The Dramatic Works: Of Shakespeare, in Six Volumes; with Notes by Joseph Rann, ... (Google eBook)

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at the Clarendon Press, M DCC LXXXVI. To be had of Mess. Rivington, London; Mess. Prince and Cooke and C. Selwin Rann, Oxford; and of Mess. Pearson and Rollason, Birmingham, 1786
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Page 202 - tis his will : Let but the commons hear this testament, (Which, pardon me, I do not mean to read) And they would go and kiss dead Caesar's wounds, And dip their napkins in his sacred blood ; Yea, beg a hair of him for memory, And, dying, mention it within their wills, Bequeathing it, as a rich legacy, Unto their issue.
Page 195 - O, pardon me, thou bleeding piece of earth, That I am meek and gentle with these butchers; Thou art the ruins of the noblest man That ever lived in the tide of times.
Page 166 - It is the bright day that brings forth the adder; And that craves wary walking. Crown him? — that? And then, I grant, we put a sting in him, That at his will he may do danger with.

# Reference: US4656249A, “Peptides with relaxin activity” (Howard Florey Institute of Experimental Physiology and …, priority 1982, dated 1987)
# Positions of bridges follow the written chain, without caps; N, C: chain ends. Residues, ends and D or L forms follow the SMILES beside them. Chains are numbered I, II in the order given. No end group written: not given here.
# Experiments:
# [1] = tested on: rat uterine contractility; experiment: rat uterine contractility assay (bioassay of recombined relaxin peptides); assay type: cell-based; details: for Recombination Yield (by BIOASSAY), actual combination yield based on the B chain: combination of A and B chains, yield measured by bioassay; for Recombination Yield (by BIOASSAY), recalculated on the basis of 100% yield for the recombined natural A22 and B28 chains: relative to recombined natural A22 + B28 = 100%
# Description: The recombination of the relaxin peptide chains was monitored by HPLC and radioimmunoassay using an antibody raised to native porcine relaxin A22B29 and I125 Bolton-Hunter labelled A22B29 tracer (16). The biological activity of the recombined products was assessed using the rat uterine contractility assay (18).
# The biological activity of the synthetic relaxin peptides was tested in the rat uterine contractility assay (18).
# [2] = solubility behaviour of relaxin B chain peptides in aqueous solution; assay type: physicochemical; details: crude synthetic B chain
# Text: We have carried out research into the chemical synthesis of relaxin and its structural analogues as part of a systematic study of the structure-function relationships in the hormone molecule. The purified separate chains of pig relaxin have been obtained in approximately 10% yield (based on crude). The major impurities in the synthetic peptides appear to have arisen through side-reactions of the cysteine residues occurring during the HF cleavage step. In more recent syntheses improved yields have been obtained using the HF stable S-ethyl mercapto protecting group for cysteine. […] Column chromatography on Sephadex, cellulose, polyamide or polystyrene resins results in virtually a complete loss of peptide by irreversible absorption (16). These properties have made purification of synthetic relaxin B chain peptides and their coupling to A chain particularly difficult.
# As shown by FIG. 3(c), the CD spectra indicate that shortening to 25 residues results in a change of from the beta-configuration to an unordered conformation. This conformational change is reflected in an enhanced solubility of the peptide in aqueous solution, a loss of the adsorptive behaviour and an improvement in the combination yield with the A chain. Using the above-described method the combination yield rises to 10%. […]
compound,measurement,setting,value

Page 155 - Would he were fatter ; but I fear him not : Yet if my name were liable to fear, I do not know the man I should avoid So soon as that spare Cassius.
Page 489 - Two households, both alike in dignity, In fair Verona, where we lay our scene, From ancient grudge break to new mutiny. Where civil blood makes civil hands unclean. From forth the fatal loins of these two foes A pair of star-cross'd lovers take their life ; Whose misadventured piteous overthrows Do. with their death, bury their parents
Page 216 - O Cassius ! you are yoked with a lamb That carries anger as the flint bears fire, Who, much enforced, shows a hasty spark, And straight is cold again.
Page 361 - O, wither'd is the garland of the war, The soldier's pole is fall'n : young boys and girls Are level now with men ; the odds is gone, And there is nothing left remarkable Beneath the visiting moon.
Page 200 - Here, under leave of Brutus and the rest For Brutus is an honourable man; So are they all, all honourable men Come I to speak in Caesar's funeral. He was my friend, faithful and just to me; But Brutus says he was ambitious, And Brutus is an honourable man.
Page 202 - It will inflame you, it will make you mad: 'Tis good you know not that you are his heirs; For, if you should, O, what would come of it!
Page 153 - Why, man, he doth bestride the narrow world, Like a Colossus ; and we petty men Walk under his huge legs, and peep about To find ourselves dishonourable graves.

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